WRIT-5: Dartmouth College in Fiction and in Fact 16W
Dartmouth College, as both a setting and object of analysis, has appeared in numerous cultural objects as alumni, students, and those looking in from the outside have reflected on the intellectual and social life of the College. In this writing-intensive course we will examine the range of representations of Dartmouth in a variety of prose sources including memoirs, novels, and essays. We will write our own analyses of these texts before conducting historical research in Rauner, Dartmouth's special collections library. Along the way, we’ll learn something about the history of our institution, differences between various student experiences, and debates over the past and future of Dartmouth College. Texts include: Gina Barreca, Babes in Boyland: A Personal History of Co-Education in the Ivy League (UPNE, 2011). 978-1611682038 and Chris Miller, The Real Animal House: The Awesomely Depraved Saga of the Fraternity That Inspired the Movie (Little, Brown and Company, 2006). 978-0316022415
WRIT-5: "Campus Life" Syllabus (PDF)
Despite the fact that we come together to learn and work within an institution with a long history and a complex understanding of its own purpose, we have few opportunities to step back and ask larger questions about how the university and academic life are often represented. We will examine representations of the tension between a college and a university that President Emeritus James Wright identified as at the core of Dartmouth's identity. This class examines a wide variety of cultural texts that offer a response to questions concerning what happens in the university. We will explore representations of academic institutions in a number of films and in textual depictions such as the "campus novel," and ask how these objects organize and deploy the symbol of the University within the wide range of ideological interests, desires, and goals that have historically framed this institution. Frequently taught texts include F. Scott Fitzgerald, This Side of Paradise
; Bret Easton Ellis, The Rules of Attraction
; Donna Tartt, The Secret History
; May Sarton, The Small Room
; Shirley Jackson, Hangsaman
WRIT-5: "The Ghost in the Machine: Neuroscience and the Novel" Syllabus (PDF)
This course is an exploration of what many are now calling the "neuronovel" that takes as its founding assumption that literary works and contemporary theories of mind are significantly related. The neurological novel registers a shift in thinking from previous accounts of the self as structured by latent or hidden desires to one in which characters possess a set of neurological symptoms that demonstrate a physical-mental disorder. The goal is to show how this division, crudely speaking, enables us to differentiate between fictional works that represent the self as centered on the mind versus those that treat the self as originating in the brain. Several short papers will offer students space to analyze existing arguments on the subject and to practice writing leading to the longer papers. In the two major papers students will write and support evidence-based claims about the intersection between science and literature. Primary texts include Mary Shelley, Frankenstein or The Modern Prometheus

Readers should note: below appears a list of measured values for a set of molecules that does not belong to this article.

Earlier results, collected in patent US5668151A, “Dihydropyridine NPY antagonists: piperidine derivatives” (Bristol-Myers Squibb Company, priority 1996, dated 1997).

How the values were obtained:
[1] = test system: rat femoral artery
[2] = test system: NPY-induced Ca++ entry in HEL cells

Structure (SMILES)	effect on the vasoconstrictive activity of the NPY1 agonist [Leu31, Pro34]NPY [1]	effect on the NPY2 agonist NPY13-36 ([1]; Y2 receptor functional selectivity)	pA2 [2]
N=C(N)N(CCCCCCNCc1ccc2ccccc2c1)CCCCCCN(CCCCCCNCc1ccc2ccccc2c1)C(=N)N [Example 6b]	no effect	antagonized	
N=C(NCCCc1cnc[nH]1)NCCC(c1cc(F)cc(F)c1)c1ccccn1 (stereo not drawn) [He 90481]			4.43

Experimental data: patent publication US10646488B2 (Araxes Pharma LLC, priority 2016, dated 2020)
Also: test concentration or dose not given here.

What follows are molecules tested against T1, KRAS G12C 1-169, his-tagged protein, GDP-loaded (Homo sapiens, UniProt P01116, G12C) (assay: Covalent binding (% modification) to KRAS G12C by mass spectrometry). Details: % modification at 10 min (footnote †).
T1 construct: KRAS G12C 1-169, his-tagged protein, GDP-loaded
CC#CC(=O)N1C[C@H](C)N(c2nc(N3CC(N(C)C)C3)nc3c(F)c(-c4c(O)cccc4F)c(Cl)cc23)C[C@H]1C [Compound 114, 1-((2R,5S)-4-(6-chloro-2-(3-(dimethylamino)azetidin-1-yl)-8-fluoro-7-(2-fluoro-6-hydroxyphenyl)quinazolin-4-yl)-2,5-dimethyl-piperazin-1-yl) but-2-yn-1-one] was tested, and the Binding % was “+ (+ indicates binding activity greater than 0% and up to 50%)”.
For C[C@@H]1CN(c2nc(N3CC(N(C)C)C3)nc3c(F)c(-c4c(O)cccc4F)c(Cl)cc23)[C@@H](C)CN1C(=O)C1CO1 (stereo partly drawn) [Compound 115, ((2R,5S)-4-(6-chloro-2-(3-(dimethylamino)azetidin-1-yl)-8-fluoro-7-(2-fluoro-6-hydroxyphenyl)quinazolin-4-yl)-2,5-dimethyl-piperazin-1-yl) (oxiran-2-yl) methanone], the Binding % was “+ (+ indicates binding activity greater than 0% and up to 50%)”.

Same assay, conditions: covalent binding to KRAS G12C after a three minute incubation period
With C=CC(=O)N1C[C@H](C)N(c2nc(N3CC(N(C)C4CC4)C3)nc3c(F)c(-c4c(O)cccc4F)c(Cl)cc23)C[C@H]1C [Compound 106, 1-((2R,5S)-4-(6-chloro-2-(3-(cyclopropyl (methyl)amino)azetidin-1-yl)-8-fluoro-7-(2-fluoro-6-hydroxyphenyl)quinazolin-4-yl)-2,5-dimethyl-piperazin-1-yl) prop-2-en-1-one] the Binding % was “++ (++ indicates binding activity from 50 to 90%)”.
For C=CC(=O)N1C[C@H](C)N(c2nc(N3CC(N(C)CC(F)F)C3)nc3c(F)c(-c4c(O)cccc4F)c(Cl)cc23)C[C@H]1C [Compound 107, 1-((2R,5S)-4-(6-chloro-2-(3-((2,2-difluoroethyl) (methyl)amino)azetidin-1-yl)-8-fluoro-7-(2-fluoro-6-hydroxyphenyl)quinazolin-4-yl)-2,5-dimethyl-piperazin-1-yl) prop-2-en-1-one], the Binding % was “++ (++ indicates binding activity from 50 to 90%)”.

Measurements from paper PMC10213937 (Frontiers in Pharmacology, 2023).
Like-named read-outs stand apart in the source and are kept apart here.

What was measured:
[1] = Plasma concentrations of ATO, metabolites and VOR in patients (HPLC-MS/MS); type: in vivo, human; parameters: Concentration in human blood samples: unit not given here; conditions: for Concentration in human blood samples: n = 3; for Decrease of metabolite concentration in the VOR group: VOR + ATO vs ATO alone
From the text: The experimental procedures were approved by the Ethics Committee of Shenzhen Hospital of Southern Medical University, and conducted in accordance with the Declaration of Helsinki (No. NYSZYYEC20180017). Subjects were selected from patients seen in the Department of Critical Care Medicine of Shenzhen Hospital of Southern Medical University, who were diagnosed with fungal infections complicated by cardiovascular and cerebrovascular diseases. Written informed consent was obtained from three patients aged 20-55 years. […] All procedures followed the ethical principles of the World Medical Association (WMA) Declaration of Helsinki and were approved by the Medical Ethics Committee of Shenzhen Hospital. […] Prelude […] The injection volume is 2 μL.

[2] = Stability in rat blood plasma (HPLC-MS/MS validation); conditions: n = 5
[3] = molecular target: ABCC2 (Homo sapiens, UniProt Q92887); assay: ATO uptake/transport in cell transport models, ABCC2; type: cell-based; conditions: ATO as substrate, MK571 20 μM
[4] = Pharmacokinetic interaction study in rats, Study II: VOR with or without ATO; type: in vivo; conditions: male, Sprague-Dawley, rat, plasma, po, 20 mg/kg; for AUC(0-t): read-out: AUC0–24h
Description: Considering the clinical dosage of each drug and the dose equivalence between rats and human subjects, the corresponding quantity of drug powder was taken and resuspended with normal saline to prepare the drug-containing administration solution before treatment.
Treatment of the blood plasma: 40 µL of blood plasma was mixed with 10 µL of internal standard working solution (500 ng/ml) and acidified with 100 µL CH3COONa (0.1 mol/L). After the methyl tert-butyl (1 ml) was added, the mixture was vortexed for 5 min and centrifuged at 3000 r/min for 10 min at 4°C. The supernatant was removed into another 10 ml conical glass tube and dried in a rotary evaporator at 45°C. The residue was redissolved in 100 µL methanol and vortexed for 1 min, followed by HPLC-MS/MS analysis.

, Ian McEwan, Enduring Love: A Novel
, Jonathan Lethem, Motherless Brooklyn
, Henry James, The Sacred Fount
ENGL-42: "American Fiction to 1900"
A survey of the first century of U.S. fiction, this course focuses on historical contexts as well as social and material conditions of the production of narrative as cultural myth. The course is designed to provide an overview of the literary history of the United States novel from the National Period to the threshold of the Modern (1845-1900). To do justice to the range of works under discussion, the lectures will call attention to the heterogeneous cultural contexts out of which these works have emerged as well as the formal and structural components of the different works under discussion. In keeping with this intention, the lecturers include the so-called classic texts in American literature, The Last of the Mohicans, Moby-Dick, The Scarlet Letter, The Narrative of the Life of Frederick Douglass, but also the newly canonized Uncle Tom's Cabin, Incidents in the Life of a Slave Girl, Life in the Iron Mills, Hope Leslie in the hope that the configuration of these works will result in an understanding of the remarkable complexity of United States literary culture.
ENGL-34: "American Drama"
A study of major American playwrights of the 19th and 20th centuries including Susan Glaspell, O'Neill, Hellman, Wilder, Hansberry, Guare, Williams, Wilson, Mamet, Miller, Albee, Shepard, Wasserstein.